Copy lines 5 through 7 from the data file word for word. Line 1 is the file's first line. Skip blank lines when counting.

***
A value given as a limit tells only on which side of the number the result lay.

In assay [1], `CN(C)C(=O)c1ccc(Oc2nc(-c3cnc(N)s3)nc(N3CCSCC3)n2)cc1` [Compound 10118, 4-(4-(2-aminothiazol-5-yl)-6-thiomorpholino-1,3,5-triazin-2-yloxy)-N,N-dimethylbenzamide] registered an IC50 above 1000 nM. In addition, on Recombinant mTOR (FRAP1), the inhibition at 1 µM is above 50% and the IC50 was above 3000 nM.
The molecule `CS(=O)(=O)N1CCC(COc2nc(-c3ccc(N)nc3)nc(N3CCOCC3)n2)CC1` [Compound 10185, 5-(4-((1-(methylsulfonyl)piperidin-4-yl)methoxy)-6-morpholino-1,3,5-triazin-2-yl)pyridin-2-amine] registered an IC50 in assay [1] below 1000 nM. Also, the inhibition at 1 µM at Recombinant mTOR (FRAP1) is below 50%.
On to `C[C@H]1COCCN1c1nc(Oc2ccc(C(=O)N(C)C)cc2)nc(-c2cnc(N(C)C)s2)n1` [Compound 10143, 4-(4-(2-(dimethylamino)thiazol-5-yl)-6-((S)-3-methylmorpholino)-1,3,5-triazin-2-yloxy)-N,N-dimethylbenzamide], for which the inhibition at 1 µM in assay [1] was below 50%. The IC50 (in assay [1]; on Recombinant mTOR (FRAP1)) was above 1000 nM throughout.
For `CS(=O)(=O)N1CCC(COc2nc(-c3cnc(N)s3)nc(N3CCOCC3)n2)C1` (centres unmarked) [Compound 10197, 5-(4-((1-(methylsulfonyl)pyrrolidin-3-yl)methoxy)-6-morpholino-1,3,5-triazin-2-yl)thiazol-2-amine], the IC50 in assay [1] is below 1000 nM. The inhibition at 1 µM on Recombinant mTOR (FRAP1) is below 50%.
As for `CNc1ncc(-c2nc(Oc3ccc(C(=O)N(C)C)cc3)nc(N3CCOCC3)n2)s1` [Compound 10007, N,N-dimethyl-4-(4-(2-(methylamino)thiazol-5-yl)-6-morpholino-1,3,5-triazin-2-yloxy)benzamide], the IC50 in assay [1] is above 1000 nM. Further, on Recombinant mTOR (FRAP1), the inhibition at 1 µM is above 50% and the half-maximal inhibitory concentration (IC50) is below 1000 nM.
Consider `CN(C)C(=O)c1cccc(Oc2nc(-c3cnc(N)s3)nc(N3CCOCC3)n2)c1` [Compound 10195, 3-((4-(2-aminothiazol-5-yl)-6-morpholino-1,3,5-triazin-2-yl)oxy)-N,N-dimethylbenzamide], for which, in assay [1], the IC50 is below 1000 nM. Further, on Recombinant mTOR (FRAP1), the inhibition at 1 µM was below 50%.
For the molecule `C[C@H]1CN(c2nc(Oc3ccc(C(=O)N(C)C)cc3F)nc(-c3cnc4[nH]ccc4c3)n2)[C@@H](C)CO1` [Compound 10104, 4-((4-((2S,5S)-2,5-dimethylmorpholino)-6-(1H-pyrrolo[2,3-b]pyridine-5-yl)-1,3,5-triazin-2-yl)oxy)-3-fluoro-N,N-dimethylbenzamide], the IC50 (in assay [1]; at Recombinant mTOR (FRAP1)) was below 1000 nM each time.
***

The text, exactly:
For `CS(=O)(=O)N1CCC(COc2nc(-c3cnc(N)s3)nc(N3CCOCC3)n2)C1` (centres unmarked) [Compound 10197, 5-(4-((1-(methylsulfonyl)pyrrolidin-3-yl)methoxy)-6-morpholino-1,3,5-triazin-2-yl)thiazol-2-amine], the IC50 in assay [1] is below 1000 nM. The inhibition at 1 µM on Recombinant mTOR (FRAP1) is below 50%.
As for `CNc1ncc(-c2nc(Oc3ccc(C(=O)N(C)C)cc3)nc(N3CCOCC3)n2)s1` [Compound 10007, N,N-dimethyl-4-(4-(2-(methylamino)thiazol-5-yl)-6-morpholino-1,3,5-triazin-2-yloxy)benzamide], the IC50 in assay [1] is above 1000 nM. Further, on Recombinant mTOR (FRAP1), the inhibition at 1 µM is above 50% and the half-maximal inhibitory concentration (IC50) is below 1000 nM.
Consider `CN(C)C(=O)c1cccc(Oc2nc(-c3cnc(N)s3)nc(N3CCOCC3)n2)c1` [Compound 10195, 3-((4-(2-aminothiazol-5-yl)-6-morpholino-1,3,5-triazin-2-yl)oxy)-N,N-dimethylbenzamide], for which, in assay [1], the IC50 is below 1000 nM. Further, on Recombinant mTOR (FRAP1), the inhibition at 1 µM was below 50%.